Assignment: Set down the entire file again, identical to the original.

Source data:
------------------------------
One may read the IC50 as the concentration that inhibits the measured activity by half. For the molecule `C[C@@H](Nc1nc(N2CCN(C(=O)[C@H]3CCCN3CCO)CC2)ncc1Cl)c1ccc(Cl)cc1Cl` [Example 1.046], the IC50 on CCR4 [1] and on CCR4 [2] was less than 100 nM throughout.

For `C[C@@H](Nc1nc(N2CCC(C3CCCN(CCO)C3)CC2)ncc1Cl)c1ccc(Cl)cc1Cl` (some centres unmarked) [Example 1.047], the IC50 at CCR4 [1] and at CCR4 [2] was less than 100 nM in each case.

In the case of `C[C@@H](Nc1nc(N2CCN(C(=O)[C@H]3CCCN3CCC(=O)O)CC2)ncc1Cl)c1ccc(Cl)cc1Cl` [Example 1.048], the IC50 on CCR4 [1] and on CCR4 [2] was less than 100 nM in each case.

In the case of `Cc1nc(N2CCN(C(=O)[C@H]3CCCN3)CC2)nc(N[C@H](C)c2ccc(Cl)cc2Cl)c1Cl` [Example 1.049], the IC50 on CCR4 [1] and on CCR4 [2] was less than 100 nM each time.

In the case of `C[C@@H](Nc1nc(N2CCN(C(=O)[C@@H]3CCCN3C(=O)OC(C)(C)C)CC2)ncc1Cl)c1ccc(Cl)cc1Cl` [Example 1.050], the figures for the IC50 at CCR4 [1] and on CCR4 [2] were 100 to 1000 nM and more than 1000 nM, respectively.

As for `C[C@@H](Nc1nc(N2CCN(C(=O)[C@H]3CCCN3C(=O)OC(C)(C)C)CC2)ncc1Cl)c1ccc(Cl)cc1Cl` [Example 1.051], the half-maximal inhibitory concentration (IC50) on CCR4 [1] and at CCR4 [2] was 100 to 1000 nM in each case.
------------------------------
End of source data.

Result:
One may read the IC50 as the concentration that inhibits the measured activity by half. For the molecule `C[C@@H](Nc1nc(N2CCN(C(=O)[C@H]3CCCN3CCO)CC2)ncc1Cl)c1ccc(Cl)cc1Cl` [Example 1.046], the IC50 on CCR4 [1] and on CCR4 [2] was less than 100 nM throughout.

For `C[C@@H](Nc1nc(N2CCC(C3CCCN(CCO)C3)CC2)ncc1Cl)c1ccc(Cl)cc1Cl` (some centres unmarked) [Example 1.047], the IC50 at CCR4 [1] and at CCR4 [2] was less than 100 nM in each case.

In the case of `C[C@@H](Nc1nc(N2CCN(C(=O)[C@H]3CCCN3CCC(=O)O)CC2)ncc1Cl)c1ccc(Cl)cc1Cl` [Example 1.048], the IC50 on CCR4 [1] and on CCR4 [2] was less than 100 nM in each case.

In the case of `Cc1nc(N2CCN(C(=O)[C@H]3CCCN3)CC2)nc(N[C@H](C)c2ccc(Cl)cc2Cl)c1Cl` [Example 1.049], the IC50 on CCR4 [1] and on CCR4 [2] was less than 100 nM each time.

In the case of `C[C@@H](Nc1nc(N2CCN(C(=O)[C@@H]3CCCN3C(=O)OC(C)(C)C)CC2)ncc1Cl)c1ccc(Cl)cc1Cl` [Example 1.050], the figures for the IC50 at CCR4 [1] and on CCR4 [2] were 100 to 1000 nM and more than 1000 nM, respectively.

As for `C[C@@H](Nc1nc(N2CCN(C(=O)[C@H]3CCCN3C(=O)OC(C)(C)C)CC2)ncc1Cl)c1ccc(Cl)cc1Cl` [Example 1.051], the half-maximal inhibitory concentration (IC50) on CCR4 [1] and at CCR4 [2] was 100 to 1000 nM in each case.